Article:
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NAO warns over 2013 landfill targets

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Private finance initiative deals to build new council waste-management facilities are being delayed by an average of 19 months - jeopardising councils’ chances of meeting tough new European Union targets.

The National Audit Office says in its Managing The Waste PFI programme report that the delays could mean councils being hit with fines of a combined£366m and that the credit crunch is exacerbating the problem.

It criticises the Department for Environment, Food and Rural Affairs for responding too slowly to the challenges of the 1999 EU directive for councils that includes cutting the amount of biodegradable waste by 50% on 1995 levels by 2013.

However, it expects authorities to be able to meet a 2010 target for a 25% reduction on 1995 levels.

The report said that PFI deals were expected to account for around 80% of the new waste management infrastructure coming into operation by that date, but that the risk margin for debt finance was higher than on other PFI deals and they took up to nine years to become operational.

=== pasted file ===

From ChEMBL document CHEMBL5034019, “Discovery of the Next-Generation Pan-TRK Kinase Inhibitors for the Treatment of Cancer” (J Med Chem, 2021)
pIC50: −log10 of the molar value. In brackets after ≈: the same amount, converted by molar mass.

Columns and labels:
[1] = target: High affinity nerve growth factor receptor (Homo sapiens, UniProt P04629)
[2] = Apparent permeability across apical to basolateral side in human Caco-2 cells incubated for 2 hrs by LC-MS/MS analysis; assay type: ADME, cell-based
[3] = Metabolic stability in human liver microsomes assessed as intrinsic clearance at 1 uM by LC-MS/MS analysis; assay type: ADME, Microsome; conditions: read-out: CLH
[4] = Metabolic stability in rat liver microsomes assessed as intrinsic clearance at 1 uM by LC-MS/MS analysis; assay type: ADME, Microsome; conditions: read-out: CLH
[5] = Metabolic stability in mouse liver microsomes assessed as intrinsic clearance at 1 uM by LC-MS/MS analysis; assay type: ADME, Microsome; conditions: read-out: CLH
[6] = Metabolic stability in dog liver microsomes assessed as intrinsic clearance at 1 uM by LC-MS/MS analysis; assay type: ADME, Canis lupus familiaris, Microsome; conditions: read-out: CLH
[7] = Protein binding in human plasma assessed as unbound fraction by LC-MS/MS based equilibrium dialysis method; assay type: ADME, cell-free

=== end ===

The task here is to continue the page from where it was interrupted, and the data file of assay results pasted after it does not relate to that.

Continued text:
Edward Leigh MP (Con), who chairs the Commons Public Accounts Committee, said that only two PFI waste plants had so-far come into use, and that council tax payers would end up bearing the cost of fines running into “several hundred millions” if the 2013 targets were missed.

He said: “Defra is starting to make progress in pushing forward more projects and in developing the PFI market for such projects - but the programme is being held back by the difficulty of raising private finance in the present financial climate and problems in obtaining planning permission.”

Paul Bettison (Con), who chairs the Local Government Association’s environment board, agreed “many barriers” remained to building the required plants, and criticised the government for its stance on refunding money raised through landfill tax credits.

He said that landfill tax now took an average of£90 a year came out of council tax revenue from Band D properties, and that the money could be better spent as an alternative to PFI funding.

“I really do think that we could meet the targets for 2013 if that money was put in an account for each local authority to bid for with their individual recycling projects,” he said.

“I’d rather see the money going on local infrastructure than on paying EU fines when targets are not met.”

The government is proposing to offset any fines the EU levies for missed targets by charging councils by charging councils£150 for every tonne of biodegradable waste sent to landfill above the 2013 targets.

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